Sunday, January 8, 2012

War is good for the economy, except that it isn't

You have probably heard the claim that "war is good for the economy." When considering this claim, ask yourself...if war is good for the economy:

Why do investors run from warzones? Why isn't there an ETF called WAR that focuses solely on areas ravaged by combat? Why don't investors line up to place their seed money between the falling bombs? That would certainly give new meaning to the term "angel investor."

It is because war wrecks the economy. Aside from all the property damage (aren't we always hearing that smooth working infrastructure is one of the keys to growth?), war creates the worst kind of uncertainty.

If you've been awake in the last year, you've heard pundits complain that business is being harmed by all the uncertainty being caused by the federal government. The pundits are't wrong; uncertainty is bad for the economy. And nothing causes more uncertainty that war. Ironically, many of those lamenting all the government-created uncertainty are big-time war hawks.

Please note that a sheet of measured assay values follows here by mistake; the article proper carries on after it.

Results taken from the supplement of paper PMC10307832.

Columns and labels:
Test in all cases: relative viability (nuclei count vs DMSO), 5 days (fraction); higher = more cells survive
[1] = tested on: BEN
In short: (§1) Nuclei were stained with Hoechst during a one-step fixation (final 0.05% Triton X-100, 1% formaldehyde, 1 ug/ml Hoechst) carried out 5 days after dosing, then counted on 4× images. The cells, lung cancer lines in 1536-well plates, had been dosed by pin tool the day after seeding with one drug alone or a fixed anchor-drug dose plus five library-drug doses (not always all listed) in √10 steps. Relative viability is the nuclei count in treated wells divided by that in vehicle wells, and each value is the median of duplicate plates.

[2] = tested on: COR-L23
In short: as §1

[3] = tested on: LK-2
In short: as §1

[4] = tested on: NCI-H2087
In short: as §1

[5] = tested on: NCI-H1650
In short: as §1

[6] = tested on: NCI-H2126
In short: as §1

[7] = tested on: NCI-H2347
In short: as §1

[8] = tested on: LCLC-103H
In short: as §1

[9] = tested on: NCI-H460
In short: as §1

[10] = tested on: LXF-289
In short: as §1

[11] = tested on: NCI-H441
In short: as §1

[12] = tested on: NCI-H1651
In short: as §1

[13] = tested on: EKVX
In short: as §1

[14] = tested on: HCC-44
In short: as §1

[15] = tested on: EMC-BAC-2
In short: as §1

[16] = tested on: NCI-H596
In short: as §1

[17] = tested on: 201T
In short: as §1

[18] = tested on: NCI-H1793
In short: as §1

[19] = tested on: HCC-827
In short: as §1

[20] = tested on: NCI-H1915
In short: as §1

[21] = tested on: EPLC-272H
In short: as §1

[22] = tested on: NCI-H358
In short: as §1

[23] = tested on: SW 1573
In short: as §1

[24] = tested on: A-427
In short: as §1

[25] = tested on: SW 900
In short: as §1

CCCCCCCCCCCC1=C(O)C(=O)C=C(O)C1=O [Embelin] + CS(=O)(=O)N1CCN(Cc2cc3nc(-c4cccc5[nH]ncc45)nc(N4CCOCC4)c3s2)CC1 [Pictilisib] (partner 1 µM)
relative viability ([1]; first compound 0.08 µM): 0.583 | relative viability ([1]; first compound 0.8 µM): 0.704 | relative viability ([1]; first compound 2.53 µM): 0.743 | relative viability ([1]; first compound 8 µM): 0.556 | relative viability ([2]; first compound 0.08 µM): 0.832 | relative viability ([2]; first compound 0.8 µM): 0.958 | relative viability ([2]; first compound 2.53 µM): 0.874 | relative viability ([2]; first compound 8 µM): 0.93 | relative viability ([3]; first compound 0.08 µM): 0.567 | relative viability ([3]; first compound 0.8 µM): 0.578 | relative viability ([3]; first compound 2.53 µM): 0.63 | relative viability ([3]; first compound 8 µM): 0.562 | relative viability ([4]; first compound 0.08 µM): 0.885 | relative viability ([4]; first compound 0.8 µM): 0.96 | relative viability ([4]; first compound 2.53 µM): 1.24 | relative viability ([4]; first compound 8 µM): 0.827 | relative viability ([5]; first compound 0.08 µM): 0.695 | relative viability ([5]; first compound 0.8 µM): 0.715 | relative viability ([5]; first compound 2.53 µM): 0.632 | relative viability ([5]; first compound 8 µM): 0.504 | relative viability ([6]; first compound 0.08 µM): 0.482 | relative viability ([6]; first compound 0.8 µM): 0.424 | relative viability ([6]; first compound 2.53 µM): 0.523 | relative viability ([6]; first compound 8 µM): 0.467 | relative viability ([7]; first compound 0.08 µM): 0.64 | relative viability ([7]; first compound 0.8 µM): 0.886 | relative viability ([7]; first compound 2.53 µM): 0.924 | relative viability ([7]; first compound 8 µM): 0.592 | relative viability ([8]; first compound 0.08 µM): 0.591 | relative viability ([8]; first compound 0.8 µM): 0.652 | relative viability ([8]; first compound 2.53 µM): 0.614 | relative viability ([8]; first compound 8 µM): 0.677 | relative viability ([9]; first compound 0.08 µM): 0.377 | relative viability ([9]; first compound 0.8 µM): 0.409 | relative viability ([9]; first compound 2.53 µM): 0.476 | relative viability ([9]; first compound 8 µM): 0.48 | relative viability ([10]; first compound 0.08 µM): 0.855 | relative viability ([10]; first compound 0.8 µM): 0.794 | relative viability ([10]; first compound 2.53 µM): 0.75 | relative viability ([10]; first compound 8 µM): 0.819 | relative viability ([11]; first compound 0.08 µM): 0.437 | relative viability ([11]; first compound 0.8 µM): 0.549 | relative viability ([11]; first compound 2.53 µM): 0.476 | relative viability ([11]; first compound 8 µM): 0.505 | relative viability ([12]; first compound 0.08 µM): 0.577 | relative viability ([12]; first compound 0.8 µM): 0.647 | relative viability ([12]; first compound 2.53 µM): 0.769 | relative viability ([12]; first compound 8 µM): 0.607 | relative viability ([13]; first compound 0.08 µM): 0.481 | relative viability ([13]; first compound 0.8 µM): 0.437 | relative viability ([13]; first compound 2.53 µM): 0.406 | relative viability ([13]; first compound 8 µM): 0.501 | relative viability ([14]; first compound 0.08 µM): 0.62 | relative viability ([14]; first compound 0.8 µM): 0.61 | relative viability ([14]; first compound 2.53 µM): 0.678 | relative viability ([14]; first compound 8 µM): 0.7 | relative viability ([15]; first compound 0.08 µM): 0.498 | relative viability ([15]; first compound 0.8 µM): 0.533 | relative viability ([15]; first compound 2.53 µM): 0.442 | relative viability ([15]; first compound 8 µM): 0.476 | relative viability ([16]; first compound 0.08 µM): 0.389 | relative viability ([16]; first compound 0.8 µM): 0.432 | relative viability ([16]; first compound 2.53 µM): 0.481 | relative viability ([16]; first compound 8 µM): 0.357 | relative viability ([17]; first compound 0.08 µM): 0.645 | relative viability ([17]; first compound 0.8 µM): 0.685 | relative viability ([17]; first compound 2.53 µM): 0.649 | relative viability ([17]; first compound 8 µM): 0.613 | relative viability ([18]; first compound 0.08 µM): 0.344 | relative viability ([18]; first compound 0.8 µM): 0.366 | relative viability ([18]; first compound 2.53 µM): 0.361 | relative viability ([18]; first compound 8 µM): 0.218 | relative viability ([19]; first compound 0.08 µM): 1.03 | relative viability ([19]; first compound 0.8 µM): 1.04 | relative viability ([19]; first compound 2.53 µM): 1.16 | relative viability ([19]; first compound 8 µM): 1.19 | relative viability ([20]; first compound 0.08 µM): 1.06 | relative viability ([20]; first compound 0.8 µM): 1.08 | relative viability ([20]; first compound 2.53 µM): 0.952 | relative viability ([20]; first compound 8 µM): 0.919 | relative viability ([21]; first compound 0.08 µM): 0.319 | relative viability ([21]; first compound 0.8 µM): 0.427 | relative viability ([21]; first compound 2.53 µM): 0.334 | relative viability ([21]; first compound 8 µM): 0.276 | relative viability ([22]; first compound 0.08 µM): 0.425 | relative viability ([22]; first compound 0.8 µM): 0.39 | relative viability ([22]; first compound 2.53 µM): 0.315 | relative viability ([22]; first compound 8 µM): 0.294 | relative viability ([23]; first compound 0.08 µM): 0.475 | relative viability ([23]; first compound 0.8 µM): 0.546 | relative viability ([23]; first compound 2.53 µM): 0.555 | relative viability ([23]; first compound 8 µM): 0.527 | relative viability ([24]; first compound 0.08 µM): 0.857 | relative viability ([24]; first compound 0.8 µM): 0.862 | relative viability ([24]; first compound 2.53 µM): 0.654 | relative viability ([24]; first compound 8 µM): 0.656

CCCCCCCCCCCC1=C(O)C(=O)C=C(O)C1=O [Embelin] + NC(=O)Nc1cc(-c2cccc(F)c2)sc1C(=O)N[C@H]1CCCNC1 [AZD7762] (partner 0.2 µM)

Stability is what attracts investors. This is why emerging markets like Indonesia produce commercials highlighting that they are "politically stable." Countries don't run ads that say, "Bloody. Crumbling. Conflicted. Invest in regrettable Indonesia."

War isn't good for the economy, unless you're talking about the six feet underground economy.

1 comment:

Steve said...

The reason war has helped the economy in the past, for example the Second world War was the declaration was immediately followed by a major tax increase -- largely on the wealthy -- to pay for it.


(FWIW I really hate nofollow)